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Bebop Spoken There

Jackie Paris: "A singer's got to be able to tell a story. Frank Sinatra and Nat Cole are best at that; Mel Tormé too. I like to take a lyric that means something and sing it right to the person it was meant for." - (DownBeat October 11, 1962).

Archive

Daily: July 6 - October 27

Precarity John Akomfrah’s film (2017, 46 mins) about Buddy Bolden - Baltic Centre for Contemporary Art, Gateshead Quays, South Shore Road, Gateshead NE8 3BA. Tel: 0191 478 1810. Screenings at intervals during the day. Part of Akomfrah's exhibition Ballasts of Memory. Exhibition (daily) July 6 - October 27. 10:00am-6:00pm. Free.

Today Tuesday September 17

Afternoon

Jazz

Precarity John Akomfrah’s film (2017, 46 mins) about Buddy Bolden (see above).

Classic Swing - The Ship Inn, Front Street, Monkseaton NE25 8DP. 0191 251 3677. 1:00pm - 3:00pm. Free.

Evening

Jazz

Acoustic Infusion with the Mighty Horns - Forum Music Centre, Borough Road, Darlington DL1 1SG. Tel: 01325 363135. 7:30pm (doors 7:00pm). £5.00. Rick Laughlin & co.

Strictly Smokin’ Sessions - Black Swan Bar, Newcastle Arts Centre, Westgate Road, Newcastle NE1 1SG. Tel: 0191 222 9882. 8:00pm. £8.00. & £6.00.

River City Jazzmen - Block & Tackle, Blackthorn Way, Ashington NE63 8NW. Tel: 01670 819845. 8:00pm. £4.00. Guest: Don Armstrong (reeds). Note earlier start.

Blues

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To the best of our knowledge, details of the above events are correct but may be subject to alteration.

Sunday, May 26, 2019

CD Review: Beata Pater - Tet

(Review by Ann Alex)

Tracks: Little Sunflower; Lazy Afternoon; I Feel You; Crystal Silence; Old Devil Moon; Invitation; The Contessa: Strays: Ode To Max

Called Tet because there are 9 tunes on the album, 'tet' is the 9th letter of the Hebrew alphabet and the symbol for number 9. The singer explains that 'tet' is also symbolic of creativity, a womb for creation. It's Ms Pater's ninth album on which she attempts to push her creativity further than ever  with a selection of jazz standards and tunes by contemporary composers accompanied by an 18 piece ensemble (a doubletet?) without drums, in order to give a looser feel.

Pater has an interesting wide-ranging voice, which sounded quite sweet on the first track, a catchy Latin rhythmic Little Sunflower (pleasing alto flute and bass clarinet with the strings, and the bass keeping the rhythm); on later tracks, the voice was much more of a strong alto. Other standards included, (as above) are a slow, atmospheric Crystal Silence, with the strings prominent; Old Devil Moon (a lively Latin version, repeated riff from the strings, and gentle scat singing.) The contemporary songs were all new to me, I Feel You (Bill Cantos); The Contessa, Strays, Ode To Max, all written by Alan 'Chip' White. That last song is a tribute to Max Roach. There are skilled piano solos on most tracks, for instance, I Feel You has a piano and bass opening, and is a rich, deep-voiced love song.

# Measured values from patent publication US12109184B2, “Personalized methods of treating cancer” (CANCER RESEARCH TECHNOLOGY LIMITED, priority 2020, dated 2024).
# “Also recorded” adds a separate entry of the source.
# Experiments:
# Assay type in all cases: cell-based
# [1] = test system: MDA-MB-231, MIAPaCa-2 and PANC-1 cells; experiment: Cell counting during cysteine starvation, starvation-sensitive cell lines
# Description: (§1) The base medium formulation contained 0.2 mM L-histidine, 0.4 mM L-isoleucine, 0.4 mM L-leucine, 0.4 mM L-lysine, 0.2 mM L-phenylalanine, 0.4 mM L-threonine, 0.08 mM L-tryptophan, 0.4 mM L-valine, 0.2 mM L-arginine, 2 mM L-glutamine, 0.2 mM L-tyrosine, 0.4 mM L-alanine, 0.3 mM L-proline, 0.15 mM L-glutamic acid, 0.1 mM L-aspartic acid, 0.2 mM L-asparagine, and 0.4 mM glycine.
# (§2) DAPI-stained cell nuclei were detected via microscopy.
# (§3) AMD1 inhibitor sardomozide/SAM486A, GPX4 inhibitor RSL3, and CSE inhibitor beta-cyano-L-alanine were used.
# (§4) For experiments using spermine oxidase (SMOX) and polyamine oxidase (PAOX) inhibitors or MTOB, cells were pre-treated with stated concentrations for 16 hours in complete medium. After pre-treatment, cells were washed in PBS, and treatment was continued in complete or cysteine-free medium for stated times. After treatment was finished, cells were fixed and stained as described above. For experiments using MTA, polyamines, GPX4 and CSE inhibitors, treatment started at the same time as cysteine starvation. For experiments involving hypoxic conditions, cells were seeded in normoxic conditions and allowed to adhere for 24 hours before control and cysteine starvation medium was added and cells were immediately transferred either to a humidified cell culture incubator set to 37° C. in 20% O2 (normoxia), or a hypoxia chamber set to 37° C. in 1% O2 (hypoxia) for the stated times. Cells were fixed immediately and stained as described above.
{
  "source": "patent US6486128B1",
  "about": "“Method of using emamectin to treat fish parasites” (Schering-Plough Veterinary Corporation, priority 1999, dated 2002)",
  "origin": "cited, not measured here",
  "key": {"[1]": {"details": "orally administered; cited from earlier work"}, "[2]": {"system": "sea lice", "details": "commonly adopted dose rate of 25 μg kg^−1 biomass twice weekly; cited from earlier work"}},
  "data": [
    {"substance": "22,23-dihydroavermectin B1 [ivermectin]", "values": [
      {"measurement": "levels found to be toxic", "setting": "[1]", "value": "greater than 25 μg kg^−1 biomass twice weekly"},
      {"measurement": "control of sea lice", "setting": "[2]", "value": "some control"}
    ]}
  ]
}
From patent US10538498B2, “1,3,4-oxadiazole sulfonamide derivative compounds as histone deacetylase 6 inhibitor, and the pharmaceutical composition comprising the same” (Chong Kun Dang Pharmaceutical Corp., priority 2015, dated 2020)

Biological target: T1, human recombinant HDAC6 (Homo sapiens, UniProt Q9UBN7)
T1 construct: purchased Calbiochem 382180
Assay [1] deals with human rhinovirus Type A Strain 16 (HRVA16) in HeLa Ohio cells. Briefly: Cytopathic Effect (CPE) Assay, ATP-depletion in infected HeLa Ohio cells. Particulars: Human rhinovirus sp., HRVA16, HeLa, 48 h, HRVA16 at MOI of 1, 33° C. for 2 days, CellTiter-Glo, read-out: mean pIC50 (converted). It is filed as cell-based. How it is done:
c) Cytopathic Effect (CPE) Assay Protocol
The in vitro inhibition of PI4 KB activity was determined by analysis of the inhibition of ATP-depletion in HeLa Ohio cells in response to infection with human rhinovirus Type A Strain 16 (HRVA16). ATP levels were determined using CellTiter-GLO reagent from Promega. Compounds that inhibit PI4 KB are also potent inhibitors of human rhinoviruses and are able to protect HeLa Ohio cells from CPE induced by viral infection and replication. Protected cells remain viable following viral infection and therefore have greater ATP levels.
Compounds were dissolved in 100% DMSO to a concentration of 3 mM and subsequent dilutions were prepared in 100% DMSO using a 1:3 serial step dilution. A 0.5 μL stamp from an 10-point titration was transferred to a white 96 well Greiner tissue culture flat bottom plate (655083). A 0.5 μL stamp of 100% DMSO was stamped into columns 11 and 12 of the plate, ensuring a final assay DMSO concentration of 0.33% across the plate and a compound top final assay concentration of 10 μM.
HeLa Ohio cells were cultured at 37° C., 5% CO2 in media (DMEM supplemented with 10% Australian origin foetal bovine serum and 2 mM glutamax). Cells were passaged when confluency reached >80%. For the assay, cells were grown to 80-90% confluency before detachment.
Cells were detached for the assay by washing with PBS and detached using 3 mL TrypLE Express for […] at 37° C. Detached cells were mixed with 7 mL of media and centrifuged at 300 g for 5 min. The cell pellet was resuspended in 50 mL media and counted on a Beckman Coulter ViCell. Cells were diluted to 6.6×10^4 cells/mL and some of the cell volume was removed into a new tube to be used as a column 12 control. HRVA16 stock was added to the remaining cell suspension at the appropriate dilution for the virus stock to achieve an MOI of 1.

Beata Pater is Polish and widely travelled, having lived in England and Japan, toured in the USA and now lives in San Francisco - her musical vision influenced by her travels. Experienced in many other kinds of singing such as pop and TV commercials, Pater is also a classically trained violinist with a jazz sensibility, which is obvious from this pleasing CD.

Currently available online (B&B Records - BB0422). See www.beatapater.com      
Ann Alex.

Beata Pater (vocals, arrangements); Hiromu Aoki (piano, arrangements); Dan Fieszli (bass); Peter Jandula-Hudson (viola); Brynn Albanese, Emily Lanzone (violin); Barbara Spencer (cello); Alex Danson (strings arrangements); Aaron Lington (bass clarinet, alto flute, brass/wind arrangements); Steffen Kuehn (trumpet, flugelhorn); John Gove (trombone); Meredith Brown (French horn); plus 6 jazz and classical musicians not named.

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Bebop Spoken Here -- Here, being the north-east of England -- centred in the blues heartland of Newcastle and reaching down to the Tees Delta and looking upwards to the Land of the Kilt.
Not a very original title, I know; not even an accurate one as my taste, whilst centred around the music of Bird and Diz, extends in many directions and I listen to everything from King Oliver to Chick Corea and beyond. Not forgetting the Great American Songbook the contents of which has provided the inspiration for much great jazz and quality popular singing for round about a century.
The idea of this blog is for you to share your thoughts and pass on your comments on discs, gigs, jazz - music in general. If you've been to a gig/concert or heard a CD that knocked you sideways please share your views with us. Tell us about your favourites, your memories, your dislikes.
Lance (Who wishes it to be known that he is not responsible for postings other than his own and that he's not always responsible for them.)
Contact: lanceliddle@gmail.com I look forward to hearing from you.

Submissions for review

Whilst we appreciate the many emails, texts, messages and other communications we receive requesting album/gig reviews on BSH, regrettably, we are unable to reply to all of them other than those we are able to answer with a positive response.
Similarly, CDs received by post will only be considered if accompanied by sufficient background material.
Finally, bear in mind that this is a jazz-based site when submitting your album.
Lance